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Prescott Park Created by Millionaire Sisters


Reinventing the waterfront  

Prescott_JosieUnder the direction -- critics say "under the thumb" -- of Charles Dale, the Prescott sisters gobbled up waterfront real estate and razed the old buildings. Eventually only two brick structures, including an historic 18th century warehouse, were left standing in Prescott Park. The upper end of the park opened in 1939 just a few months before the death of Mary Prescott, aged 84.  Josie Prescott survived to age 91 and her will left Dale almost totally in charge of completing her dream park. Dale invested both his own money and the Prescotts’ in a dizzying array of properties in the South End and beyond.  

In another odd twist, Dale became even more powerful when Susie Walker Trask died in 1936. Remember her? The widow of the Erie millionaire donated a considerable sum to three charities in Portsmouth, NH, her hometown. Additional gifts of stock in her husband's company, combined with shares already inherited by the Prescott sisters, gave Charles Dale -- who represented all the Portsmouth parties -- legal control of the surviving Pennsylvania company for years to come.  

Although she left Portsmouth at the end of the Civil War in 1865, and despite her 50-year marriage in Erie, Susie Walker Trask decreed that her body be shipped back to Portsmouth for burial. Sixteen years earlier the body of Charles Prescott, her husband's partner, had also been delivered from Pennsylvania to a Portsmouth cemetery.  Whatever bond the two shared went to the grave with them.  

So it was the posthumous prodigal son, Charles E. Prescott, who paid, and still pays, for the beautiful acres of waterfront park we enjoy today – with its lush manicured gardens and a popular outdoor summer theater.  Yet Charles gets no special credit for his inadvertent benevolence. Visitors should look closely at the stone dedicated there in a quiet ceremony in 1939.  It names, not Charles the millionaire son, but his father, a man who had no special success in life. A farmer, grocer and carpenter, Charles S. Prescott brought his three children into the rugged neighborhood on Water Street, then died mysteriously in an upstairs bedroom nearby.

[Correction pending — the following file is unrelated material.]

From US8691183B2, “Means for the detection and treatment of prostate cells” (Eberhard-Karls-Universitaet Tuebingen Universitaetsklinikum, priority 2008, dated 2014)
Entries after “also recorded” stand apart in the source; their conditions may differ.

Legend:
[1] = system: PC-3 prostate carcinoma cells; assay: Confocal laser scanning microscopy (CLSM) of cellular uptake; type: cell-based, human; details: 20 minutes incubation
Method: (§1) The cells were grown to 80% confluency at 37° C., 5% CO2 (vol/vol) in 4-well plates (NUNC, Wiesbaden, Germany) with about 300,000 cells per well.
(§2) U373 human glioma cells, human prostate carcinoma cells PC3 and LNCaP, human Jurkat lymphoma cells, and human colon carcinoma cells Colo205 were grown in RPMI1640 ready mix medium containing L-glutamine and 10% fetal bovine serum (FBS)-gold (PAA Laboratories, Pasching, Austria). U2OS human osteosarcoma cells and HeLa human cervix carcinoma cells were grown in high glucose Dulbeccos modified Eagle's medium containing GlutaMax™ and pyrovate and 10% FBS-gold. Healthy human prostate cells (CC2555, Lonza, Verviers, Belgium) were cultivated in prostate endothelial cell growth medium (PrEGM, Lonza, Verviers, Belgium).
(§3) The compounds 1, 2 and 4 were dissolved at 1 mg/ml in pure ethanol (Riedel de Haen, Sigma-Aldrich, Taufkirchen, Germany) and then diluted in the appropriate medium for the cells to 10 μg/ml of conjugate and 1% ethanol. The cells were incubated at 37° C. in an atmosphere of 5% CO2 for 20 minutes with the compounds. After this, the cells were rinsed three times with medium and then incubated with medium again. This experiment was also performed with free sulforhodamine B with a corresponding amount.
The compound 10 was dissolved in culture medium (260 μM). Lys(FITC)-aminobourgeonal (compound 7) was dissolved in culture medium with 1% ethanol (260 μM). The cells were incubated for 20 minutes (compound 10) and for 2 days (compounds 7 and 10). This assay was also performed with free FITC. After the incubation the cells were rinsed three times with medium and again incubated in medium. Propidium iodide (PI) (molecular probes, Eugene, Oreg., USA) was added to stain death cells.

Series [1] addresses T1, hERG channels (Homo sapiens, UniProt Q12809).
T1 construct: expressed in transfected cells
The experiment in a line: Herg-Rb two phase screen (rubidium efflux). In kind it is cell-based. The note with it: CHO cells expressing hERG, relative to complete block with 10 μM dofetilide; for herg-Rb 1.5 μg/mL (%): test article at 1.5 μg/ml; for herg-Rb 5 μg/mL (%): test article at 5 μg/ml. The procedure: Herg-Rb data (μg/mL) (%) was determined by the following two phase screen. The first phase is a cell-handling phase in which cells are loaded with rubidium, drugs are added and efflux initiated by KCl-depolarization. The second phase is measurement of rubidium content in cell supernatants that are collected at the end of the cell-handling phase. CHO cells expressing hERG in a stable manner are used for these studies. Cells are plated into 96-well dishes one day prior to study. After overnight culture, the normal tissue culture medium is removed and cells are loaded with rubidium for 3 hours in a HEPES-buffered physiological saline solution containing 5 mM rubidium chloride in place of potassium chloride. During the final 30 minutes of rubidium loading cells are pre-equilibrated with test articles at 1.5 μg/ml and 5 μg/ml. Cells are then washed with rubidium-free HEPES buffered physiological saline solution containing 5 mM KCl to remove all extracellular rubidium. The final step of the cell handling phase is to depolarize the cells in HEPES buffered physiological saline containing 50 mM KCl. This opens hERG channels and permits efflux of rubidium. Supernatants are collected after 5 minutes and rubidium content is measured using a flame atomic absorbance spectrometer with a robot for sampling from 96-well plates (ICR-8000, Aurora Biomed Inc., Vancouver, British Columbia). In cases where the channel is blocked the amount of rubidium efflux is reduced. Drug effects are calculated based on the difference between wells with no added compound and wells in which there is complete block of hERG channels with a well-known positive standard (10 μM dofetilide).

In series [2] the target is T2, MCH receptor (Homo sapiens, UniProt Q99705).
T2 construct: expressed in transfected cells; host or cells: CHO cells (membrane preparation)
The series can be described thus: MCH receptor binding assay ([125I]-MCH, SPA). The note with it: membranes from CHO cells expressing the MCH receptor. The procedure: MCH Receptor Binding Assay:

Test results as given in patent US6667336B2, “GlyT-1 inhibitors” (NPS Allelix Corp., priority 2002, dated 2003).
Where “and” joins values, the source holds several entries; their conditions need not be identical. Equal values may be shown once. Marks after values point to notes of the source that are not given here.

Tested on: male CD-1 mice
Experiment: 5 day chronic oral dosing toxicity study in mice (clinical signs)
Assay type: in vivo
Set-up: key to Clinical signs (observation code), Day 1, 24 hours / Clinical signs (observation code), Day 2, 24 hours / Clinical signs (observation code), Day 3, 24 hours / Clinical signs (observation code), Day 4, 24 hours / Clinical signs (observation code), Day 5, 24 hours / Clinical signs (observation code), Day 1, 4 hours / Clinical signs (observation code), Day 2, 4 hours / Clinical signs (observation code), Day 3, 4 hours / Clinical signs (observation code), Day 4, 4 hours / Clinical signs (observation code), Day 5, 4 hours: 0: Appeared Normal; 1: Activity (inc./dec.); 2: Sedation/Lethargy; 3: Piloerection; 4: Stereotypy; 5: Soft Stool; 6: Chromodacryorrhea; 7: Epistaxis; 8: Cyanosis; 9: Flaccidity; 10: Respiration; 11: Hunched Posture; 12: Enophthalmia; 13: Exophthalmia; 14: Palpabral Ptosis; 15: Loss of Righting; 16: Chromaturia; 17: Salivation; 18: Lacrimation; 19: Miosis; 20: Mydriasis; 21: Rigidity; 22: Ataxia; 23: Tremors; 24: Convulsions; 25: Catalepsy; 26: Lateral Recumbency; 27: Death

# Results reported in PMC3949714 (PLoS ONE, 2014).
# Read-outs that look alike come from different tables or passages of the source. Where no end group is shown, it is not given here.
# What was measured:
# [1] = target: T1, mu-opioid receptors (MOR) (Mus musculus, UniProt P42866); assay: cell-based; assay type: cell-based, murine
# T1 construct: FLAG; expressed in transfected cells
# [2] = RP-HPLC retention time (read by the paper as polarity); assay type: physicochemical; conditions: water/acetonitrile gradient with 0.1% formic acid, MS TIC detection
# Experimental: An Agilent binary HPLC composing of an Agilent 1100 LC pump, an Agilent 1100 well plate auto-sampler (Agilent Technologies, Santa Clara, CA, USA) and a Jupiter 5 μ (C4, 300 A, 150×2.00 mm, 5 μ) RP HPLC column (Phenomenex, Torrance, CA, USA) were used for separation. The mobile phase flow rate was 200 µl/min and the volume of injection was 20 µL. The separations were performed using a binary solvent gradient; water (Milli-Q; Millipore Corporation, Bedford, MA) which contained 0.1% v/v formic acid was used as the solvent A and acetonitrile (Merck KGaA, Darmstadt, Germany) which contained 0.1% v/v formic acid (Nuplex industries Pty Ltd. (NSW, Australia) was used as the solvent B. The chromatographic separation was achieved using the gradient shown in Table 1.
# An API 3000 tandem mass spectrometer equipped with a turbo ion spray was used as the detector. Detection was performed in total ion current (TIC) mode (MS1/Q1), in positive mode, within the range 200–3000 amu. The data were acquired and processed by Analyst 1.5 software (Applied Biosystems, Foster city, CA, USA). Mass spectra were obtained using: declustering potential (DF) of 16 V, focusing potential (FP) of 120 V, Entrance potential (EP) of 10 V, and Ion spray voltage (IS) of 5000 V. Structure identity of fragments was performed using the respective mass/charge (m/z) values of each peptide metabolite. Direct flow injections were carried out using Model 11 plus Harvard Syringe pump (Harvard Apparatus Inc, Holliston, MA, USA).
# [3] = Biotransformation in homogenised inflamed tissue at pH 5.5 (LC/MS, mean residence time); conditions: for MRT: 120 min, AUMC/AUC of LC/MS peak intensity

The unobtrusive dedication to Charles S. Prescott stands very near the site of the house where Josie Prescott was born in 1858. But that house is gone. It was torn down – flattened like the entire waterfront neighborhood they grew up in -- by the Prescott sisters themselves.  


KEY SOURCE: The Prescott Story by Ray Brighton, published by the Portsmouth Marine Society, 1998. 

Copyright © 2011 by J. Dennis Robinson, all rights reserved. Robinson writes and lectures on NH history. His books are available at local bookstores and on Robinson is also editor and owner of the popular history Web site where this column appears exclusively online. 

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